Pegasus Farm | Nonprofit spotlight

Tucked away in this northeast portion of Stark County is a place where everyone knows your name. No, it isn’t Cheers. It is Pegasus Farm.

pegasus_strangTucked away in this northeast portion of Stark County is a place where everyone knows your name. No, it isn’t Cheers. It is Pegasus Farm.

“We are a horse-based healing and learning center dedicated to helping children, youth, and adults with disabilities achieve more productive and enjoyable lives,” said Jim Strang, executive director.

Pegasus Farm was established in 1985 by three teachers of orthopedically handicapped children in Canton City Schools. Their goal was to establish an equestrian center that could offer children with disabilities the opportunity for physical activity and recreation.

It opened in the spring of 1986 with five riders, two horses and one backyard. In 2006, Pegasus served more than 600 people with a wide range of physical, emotional, behavioral and mental disabilities. Programs are tailored to meet the specific needs of each person and provide physical and psychological therapy with documented improvements in motor, cognitive, perceptual and social development.

Instructors are fully accredited by the Certified Horsemanship Association and the North American Riding for the Handicapped Association.

WHO: Pegasus Farm

WHAT: A horse-based healing and learning center dedicated to helping people with disabilities achieve more productive lives.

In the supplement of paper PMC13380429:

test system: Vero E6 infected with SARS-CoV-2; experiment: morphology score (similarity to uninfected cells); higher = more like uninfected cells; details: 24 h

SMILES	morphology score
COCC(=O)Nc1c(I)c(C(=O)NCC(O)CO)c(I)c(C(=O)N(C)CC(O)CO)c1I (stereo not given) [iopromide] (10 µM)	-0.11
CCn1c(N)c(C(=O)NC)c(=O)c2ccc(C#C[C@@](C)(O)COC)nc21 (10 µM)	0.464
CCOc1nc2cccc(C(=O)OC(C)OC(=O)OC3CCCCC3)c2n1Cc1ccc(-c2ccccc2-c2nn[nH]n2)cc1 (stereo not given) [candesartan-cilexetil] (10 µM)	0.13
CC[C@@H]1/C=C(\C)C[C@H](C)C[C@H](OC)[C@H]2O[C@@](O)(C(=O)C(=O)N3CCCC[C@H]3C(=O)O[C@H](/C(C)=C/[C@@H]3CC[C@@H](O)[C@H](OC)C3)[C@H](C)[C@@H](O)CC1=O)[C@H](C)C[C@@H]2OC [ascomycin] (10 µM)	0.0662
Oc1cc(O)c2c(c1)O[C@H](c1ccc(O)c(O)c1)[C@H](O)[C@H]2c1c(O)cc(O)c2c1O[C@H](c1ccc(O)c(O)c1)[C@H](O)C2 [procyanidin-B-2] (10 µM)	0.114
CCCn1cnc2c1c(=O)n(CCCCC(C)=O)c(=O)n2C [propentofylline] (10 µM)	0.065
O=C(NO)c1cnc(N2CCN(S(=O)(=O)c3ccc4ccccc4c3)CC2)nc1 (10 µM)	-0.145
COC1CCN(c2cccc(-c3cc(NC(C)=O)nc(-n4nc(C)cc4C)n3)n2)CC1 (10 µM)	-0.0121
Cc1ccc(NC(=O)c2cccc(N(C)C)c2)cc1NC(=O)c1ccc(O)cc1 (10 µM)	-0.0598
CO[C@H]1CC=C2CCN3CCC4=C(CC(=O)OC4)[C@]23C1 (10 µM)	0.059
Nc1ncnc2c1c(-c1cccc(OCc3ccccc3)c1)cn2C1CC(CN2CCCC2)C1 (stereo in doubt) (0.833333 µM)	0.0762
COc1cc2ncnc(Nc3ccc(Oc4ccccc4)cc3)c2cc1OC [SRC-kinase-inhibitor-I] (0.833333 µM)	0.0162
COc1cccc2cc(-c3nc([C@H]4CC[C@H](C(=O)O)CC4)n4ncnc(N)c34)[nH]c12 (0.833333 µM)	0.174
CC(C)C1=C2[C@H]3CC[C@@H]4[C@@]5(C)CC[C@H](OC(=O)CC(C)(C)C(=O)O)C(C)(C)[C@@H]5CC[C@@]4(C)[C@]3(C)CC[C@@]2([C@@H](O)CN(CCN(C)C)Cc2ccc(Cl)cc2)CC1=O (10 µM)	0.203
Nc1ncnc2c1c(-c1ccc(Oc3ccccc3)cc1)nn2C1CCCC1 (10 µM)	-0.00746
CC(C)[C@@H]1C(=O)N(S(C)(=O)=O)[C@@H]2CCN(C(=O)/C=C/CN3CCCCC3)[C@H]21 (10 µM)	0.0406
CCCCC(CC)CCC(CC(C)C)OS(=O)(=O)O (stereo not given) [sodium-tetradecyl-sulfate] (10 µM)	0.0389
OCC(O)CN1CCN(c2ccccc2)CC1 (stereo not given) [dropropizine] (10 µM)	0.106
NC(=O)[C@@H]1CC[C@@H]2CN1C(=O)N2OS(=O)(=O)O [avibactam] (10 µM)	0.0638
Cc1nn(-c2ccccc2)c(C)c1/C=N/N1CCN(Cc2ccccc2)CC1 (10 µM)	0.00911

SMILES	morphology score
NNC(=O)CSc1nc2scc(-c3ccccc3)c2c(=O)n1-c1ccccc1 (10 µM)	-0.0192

BOARD MEMBERS: Eileen Fricke Wile, president; Julie Wolfarth, vice president; Robert Burgess, treasurer; Betsy Page, secretary; board members are David Ballinger, Debbie Bugh, Susan Gilbert, James Jenkins, Denise MacNealy, Donna Martin, Mary McMillen, Donald Schenck, Robert Shearer, Linda Steinhebel and Cheryl Stewart.

PROCEEDS: Benefit the operation of programs and the farm, including the upkeep, cleaning and feeding of the horses. The agency’s wish list includes batteries (all sizes), paper powels, used horseshoes (for crafts), trash bags (all sizes), antibacterial hand soap, corn brooms, distilled white vinegar, plastic manure pitchforks and flat barn shovels.

DONATIONS: Send cash donations to 7490 Edison St. NE, Hartville, OH 44632. Also, donations can be made online at www.pegasusfarm.org through “Click and Pledge.” A “wish list” of items that can be brought to the farm is available on the website. Volunteers can donate their time to assist with barn chores, classes, office work or property maintenance. Anyone wishing to donate a horse should call Pegasus Farm at (330) 935-2300.

Where to buy

The Repository
Select Rite Aid Stores
Spee-D Foods
Buehler's Fresh Foods
Fishers Foods, including 44th Street NW, Tuscarawas St. W, Fulton Drive, Lincoln Way E. and Cleveland Ave. NW locations
Aultman Hospital Gift Shop
Mercy Medical Center Gift Shop
Gervasi Vineyard Marketplace
Carpe Diem Coffee Shop, downtown Canton and Belden Village Mall locations
News Depot
Avenue Arts Marketplace
Yum Yum Tree Alliance
Grapes in a Glass